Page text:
they stand before the rocket and the boy inspects the
small opening that reveals a yellow, molded plastic
cockpit. He turns and looks up at his father. He steps
to the metal box on a pole beside the platform. A sign
reads, Moon Shot! 25 cents!
reaches into a pocket and pulls out a coin.
The boy climbs
awkwardly through the oval opening and takes his seat
at the controls. There are gauges and buttons painted
on the console in front of the chair. He hears the coin
drop and there is a low sound of motors, metal pushing
metal, and an electric hum vibrating through the plastic
chair. The sound grows louder and he feels the shake
move into his bones and teeth. The ice cream cone wavers
in his hand as he reaches with the other, pressing the
The boy thinks
of systems, checks. It is important to do this, he knows
from the movies and the books. Every good pilot tests
his equipment, he remembers. He studies the gauges and
then looks to his father through the opening. He wants
to hand off his ice cream and say, "Keep this for
His father should say, "Roger dodger," and
"We are all counting on you." They should
call each other Buzz and Rocky, but outside on the sidewalk
the father does not see him. The father is looking at
the store window where a man is undressing a lady mannequin.
The mother is watching the father. The boy wants to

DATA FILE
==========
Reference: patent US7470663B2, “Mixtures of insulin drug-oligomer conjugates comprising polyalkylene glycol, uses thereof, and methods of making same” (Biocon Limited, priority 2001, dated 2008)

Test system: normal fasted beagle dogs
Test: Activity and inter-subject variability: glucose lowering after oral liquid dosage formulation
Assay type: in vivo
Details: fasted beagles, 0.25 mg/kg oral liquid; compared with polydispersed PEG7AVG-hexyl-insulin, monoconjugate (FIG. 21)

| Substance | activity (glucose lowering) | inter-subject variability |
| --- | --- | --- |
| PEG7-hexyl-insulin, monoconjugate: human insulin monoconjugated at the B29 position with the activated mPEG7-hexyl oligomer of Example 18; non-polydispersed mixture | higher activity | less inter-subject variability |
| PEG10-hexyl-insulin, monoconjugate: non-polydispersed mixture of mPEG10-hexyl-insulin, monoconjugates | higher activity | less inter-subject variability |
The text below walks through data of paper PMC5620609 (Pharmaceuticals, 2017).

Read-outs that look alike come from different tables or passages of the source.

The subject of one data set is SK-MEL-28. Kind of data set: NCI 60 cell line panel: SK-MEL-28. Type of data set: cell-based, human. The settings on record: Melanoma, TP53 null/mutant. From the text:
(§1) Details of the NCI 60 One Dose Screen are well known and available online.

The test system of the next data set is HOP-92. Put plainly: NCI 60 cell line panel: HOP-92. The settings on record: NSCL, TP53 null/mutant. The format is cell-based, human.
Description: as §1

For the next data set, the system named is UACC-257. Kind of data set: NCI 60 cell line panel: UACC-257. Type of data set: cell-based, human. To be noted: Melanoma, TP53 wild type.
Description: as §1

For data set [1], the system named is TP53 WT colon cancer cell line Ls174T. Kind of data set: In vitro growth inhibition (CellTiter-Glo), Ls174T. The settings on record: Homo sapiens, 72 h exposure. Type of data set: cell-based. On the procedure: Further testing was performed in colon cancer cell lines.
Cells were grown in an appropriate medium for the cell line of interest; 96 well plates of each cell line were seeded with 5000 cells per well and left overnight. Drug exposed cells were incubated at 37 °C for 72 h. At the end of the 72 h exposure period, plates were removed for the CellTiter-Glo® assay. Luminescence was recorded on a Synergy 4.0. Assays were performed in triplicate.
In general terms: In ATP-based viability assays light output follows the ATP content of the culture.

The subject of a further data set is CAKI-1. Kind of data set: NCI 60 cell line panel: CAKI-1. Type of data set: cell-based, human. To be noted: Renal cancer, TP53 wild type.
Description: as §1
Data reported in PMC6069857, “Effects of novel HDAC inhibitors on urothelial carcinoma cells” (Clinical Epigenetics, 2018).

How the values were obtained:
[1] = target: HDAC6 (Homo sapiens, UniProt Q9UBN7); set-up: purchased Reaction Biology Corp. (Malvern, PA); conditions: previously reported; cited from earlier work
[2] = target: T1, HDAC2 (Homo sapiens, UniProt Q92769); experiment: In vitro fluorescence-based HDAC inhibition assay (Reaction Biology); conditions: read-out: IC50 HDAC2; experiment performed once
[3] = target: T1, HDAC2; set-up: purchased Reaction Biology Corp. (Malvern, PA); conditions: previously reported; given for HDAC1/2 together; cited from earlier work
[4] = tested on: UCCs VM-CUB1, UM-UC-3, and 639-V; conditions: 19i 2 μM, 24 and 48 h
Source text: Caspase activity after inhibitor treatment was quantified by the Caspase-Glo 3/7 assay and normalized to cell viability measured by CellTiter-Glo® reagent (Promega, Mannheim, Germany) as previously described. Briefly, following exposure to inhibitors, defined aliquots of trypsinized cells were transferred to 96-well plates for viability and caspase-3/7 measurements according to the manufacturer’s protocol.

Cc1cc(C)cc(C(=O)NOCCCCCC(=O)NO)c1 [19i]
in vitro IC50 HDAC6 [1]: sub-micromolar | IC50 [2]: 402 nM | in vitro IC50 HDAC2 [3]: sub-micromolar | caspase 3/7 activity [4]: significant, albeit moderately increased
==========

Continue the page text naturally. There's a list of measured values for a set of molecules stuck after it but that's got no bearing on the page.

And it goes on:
wave at them. He will not be back for a very long time,
he thinks. Traveling at the speed of light, his teacher,
Ms. Godwin, has told him "Stops time for the traveler."
When he returns, his parents will be old but he will
not have aged at all. He is worried about this, but
he decides, he has a mission to complete.
his eyes and counts down from ten. Before he reaches
three, he imagines a blast of heat from beneath the
rocket. It blows his hair and the gray smoke stings
his eyes and nostrils. He feels himself rising and thinks
of last summer's vacation, an elevator ride to the top
of the St. Louis Arch. He and his father rode together,
pretended to be in a rocket ship, and the mother waited
below. This time is not pretend, he thinks, and he must
shut, pressed closed from the force of lift-off. On
television, the Apollo rose so slowly, he knows. As
clouds of exhaust plumed out, the scaffold arced gently
away. Something here is wrong.
He is going
too fast. He will shoot past the moon. He strains to
open his eyes.
is waving his arms, but not at the boy. The father and
mother look at each other. The mother presses her hands
over her eyes and slowly turns her head away.
how far he might get. He imagines overshooting the moon,
past streaking meteors and the rings of Saturn.
he had asked his mother, "How far is it to heaven?"
the moon," she had said. "It's too far for
people to reach. A body can't get there, only a soul
is light enough to fly that far."
He had believed
her, but this ship is sleeker than anything he has seen.
He imagines his ship speeding out of control and golden
bells ringing the alarm as he hurtles toward heaven.
The red cone pierces the fluffy white cloud floor. He
sees little angels crowding the hallways of their school.
They are holding textbooks over their halos as they
crouch against the walls. He sees unlucky ones, bright
as stars, falling to earth. On the sidewalk below, the
mother and father will lie, flattened under a tangle
of blond curls and white feathers.
back," he shouts through the open door. "I
can't stop this," but he knows they cannot hear
C. Jaynes is a recent
graduate of the University of New Mexico where he served
on the editorial board for the Blue Mesa Review. He
will be attending the University of Indiana, MFA Creative
Writing Program with a Chancellor's Fellowship in the
fall of 2003.